Posted inPCI DSS compliance
A new study into the impact of a data breach makes explosive reading — especially when you discover the true cost of losing customer trust. However, with the right solutions, you can diffuse the problem safely.
This new report will provide little comfort at a time when businesses are worried about complying with the General Data Protection Regulation (GDPR), PCI DSS rules on secure payments, and other data safeguarding requirements. Now we know the alarm over data breaches isn't hype: It's real.
The only way is up The cost of data breaches is increasing - and more consumer records are being lost or stolen, year after year. That's according to the 2018 Cost of a Data Breach Study, from IBM Security and Ponemon Institute, which interviewed over 2,000 professionals at 477 companies that had experienced a data breach over the past 12 months.
In short, the statistics make grim reading and point to a worsening picture overall. Globally, the costs have risen by over 6%. At a national level, researchers estimate that the total cost of a data breach is £3.7m on average for UK companies and a staggering US £7.9m for American organisations.
While those numbers are dizzying, the report comes up with an average cost of £148 per lost record, which makes the figures easier to digest. So losing 20,000 records could translate into a budget-puncturing £296,000.
The story within the story
The calculations in the Ponemon report cover everything from the cost of detection and notification, through to business disruption and fines. But the correlation between costs with the number of lost customers is especially significant.
Organisations that lose less than 1% of their customers due to a data breach, tend to experience an average total cost of £2.8m. But the figure shoots up to £6m for those that lose 4% or more of their customer base, demonstrating that widespread loss in trust has serious financial consequences. Put simply, customers notice a breach, some will decide to walk, and it's costly to win them back.
Companies in industries such as healthcare and financial services are more vulnerable to churn, as customers have higher expectations about the protection of their data.
Loyalty after a breach is especially hard to preserve for US and UK companies. When you combine the abnormal turnover of customers with increased customer acquisition activities, reputation losses, and diminished goodwill, then the average cost of lost business is dramatic ...
So am I next?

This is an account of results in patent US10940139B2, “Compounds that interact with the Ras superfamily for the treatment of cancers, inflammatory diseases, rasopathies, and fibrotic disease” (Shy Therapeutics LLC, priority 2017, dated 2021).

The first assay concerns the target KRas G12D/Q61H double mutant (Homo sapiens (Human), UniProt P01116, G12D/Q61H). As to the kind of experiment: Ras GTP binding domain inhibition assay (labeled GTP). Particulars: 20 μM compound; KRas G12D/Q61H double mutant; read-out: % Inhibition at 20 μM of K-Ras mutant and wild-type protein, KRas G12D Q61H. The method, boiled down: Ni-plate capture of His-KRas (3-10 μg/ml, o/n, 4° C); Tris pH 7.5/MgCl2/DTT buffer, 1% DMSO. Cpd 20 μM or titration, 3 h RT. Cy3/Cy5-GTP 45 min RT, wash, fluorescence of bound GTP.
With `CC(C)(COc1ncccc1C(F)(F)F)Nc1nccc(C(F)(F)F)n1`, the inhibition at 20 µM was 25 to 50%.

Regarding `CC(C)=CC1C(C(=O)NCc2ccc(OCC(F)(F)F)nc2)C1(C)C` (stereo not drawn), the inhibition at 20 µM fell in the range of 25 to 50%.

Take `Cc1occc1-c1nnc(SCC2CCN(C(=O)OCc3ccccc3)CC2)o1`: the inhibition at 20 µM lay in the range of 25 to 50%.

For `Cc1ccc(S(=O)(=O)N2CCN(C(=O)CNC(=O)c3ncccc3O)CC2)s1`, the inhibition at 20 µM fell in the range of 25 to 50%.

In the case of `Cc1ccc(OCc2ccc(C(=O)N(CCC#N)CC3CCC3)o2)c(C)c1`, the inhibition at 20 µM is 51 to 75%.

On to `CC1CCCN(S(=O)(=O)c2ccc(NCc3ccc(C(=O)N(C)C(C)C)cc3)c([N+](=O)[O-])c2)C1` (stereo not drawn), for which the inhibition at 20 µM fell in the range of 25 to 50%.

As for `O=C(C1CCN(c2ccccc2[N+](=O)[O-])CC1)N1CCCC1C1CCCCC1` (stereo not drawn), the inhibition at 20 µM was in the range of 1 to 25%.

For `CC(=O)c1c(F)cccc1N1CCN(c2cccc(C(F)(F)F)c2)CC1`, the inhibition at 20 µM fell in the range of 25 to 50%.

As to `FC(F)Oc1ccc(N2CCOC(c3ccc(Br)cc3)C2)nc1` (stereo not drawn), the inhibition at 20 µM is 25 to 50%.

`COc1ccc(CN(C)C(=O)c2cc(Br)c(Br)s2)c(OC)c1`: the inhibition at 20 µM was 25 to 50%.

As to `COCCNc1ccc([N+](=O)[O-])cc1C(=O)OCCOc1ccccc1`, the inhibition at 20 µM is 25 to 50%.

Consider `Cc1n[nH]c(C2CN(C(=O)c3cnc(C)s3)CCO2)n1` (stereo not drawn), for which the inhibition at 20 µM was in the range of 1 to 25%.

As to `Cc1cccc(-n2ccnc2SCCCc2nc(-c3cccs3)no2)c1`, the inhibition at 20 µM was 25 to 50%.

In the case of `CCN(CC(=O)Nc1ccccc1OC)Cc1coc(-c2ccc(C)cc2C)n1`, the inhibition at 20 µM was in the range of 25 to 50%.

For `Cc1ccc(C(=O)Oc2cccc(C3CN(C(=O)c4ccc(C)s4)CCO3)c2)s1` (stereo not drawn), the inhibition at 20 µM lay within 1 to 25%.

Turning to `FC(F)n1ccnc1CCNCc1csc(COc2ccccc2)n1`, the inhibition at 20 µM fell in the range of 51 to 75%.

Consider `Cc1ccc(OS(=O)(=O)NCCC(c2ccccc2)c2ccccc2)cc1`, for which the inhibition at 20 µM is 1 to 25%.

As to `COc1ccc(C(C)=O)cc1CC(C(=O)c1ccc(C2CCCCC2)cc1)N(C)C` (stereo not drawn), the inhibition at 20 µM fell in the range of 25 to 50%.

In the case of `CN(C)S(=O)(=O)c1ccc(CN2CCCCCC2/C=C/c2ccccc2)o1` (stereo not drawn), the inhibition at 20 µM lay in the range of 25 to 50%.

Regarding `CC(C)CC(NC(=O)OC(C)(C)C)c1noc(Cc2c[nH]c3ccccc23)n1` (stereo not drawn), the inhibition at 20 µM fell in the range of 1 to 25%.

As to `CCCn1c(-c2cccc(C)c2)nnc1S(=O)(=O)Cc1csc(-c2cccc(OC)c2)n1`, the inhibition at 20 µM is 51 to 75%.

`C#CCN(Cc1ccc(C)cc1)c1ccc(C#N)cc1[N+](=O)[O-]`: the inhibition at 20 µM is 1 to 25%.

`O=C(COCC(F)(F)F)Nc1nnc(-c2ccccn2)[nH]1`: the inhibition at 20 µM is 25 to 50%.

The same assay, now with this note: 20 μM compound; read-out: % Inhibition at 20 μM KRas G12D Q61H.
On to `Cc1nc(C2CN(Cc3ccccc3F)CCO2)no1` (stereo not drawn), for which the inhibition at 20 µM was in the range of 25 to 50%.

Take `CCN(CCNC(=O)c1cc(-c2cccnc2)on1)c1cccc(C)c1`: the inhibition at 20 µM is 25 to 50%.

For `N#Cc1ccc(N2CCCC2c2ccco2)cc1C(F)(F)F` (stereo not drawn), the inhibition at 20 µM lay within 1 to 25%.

Unfortunately, if you've suffered one breach already, that doesn't make you immune from another. In fact, the likelihood of victims suffering another breach has increased, year on year.
The average global probability of a breach that involves a minimum of 1,000 lost or stolen records containing personal information has crept up to 27.9%. Follow this logic ... and more than one in four organisations will have to go through it all again within two years.
Perhaps the sad conclusion is that lessons haven't been learned? Perhaps companies failed to rethink how they protect their sensitive data in a fundamental way?
Can I avoid becoming a statistic?
In the year ahead, many companies will be worried about data breaches that mean they fall foul of GDPR, PCI DSS and other regulations. But it's possible to break the cycle of repeated breaches - and avoid them in the first place.
The report identifies the root issues of breaches as being malicious or criminal attacks, human errors or system glitches. But with a company like Eckoh, you can protect sensitive customer details within your contact centre environment.
You can stop information like cardholder data from being ransacked by hackers or rogue agents, leaked by clumsy employees, or being spilled onto the Internet because systems have gone wrong.
Eckoh provides a portfolio of solutions that can secure payments made over the phone to agents, payments via websites and apps, and payments made via new services, such as Live Pay. You can also prevent sensitive data from being plundered from IT systems and call recordings. In fact, there are even ways to stop sensitive cardholder details from entering your environment altogether, so there's nothing at risk ... at all.
So how's it done?
Discover more Download your free copy of The definitive guide to PCI DSS compliance for contact centres. It's a jargon-free guide to compliance for forward-thinking organisations in an era when potentially, any company taking card payments is at risk.
It's essential reading if you work in contact centre design, management or operations, as well as IT, sales, customer care, marketing or brand management. In fact, any senior decision-maker should armthemselves with these insights ... and fast.
 '2018 Cost of a Data Breach Study' - IBM Security and Ponemon Institute (figures have used estimates and only considered data breaches involving fewer than 100,000 records).
Latest Blog Items
Tuesday, 10 September 2019 Ouch! Is your PCI DSS solution a bad fit?Imagine wearing a pair of flip-flops on a mountain hike! For contact centres, selecting the wrong secure payment solution can prove just as uncomfortable — and have painful consequences.
Tuesday, 13 August 2019 Is your PCI DSS strategy killing your agility?Contact centres must protect customer card data — but the wrong PCI DSS strategy can hold back your business. Sometimes, only a security rethink will give you the freedom to thrive.
Tuesday, 30 July 2019 PCI DSS - are you playing whack-a-mole and losing badly?Is your contact centre protecting customer card data with expensive sticking plasters? If so, then don't be surprised if fraudsters tear through. You'll need a radical rethink to stop criminals.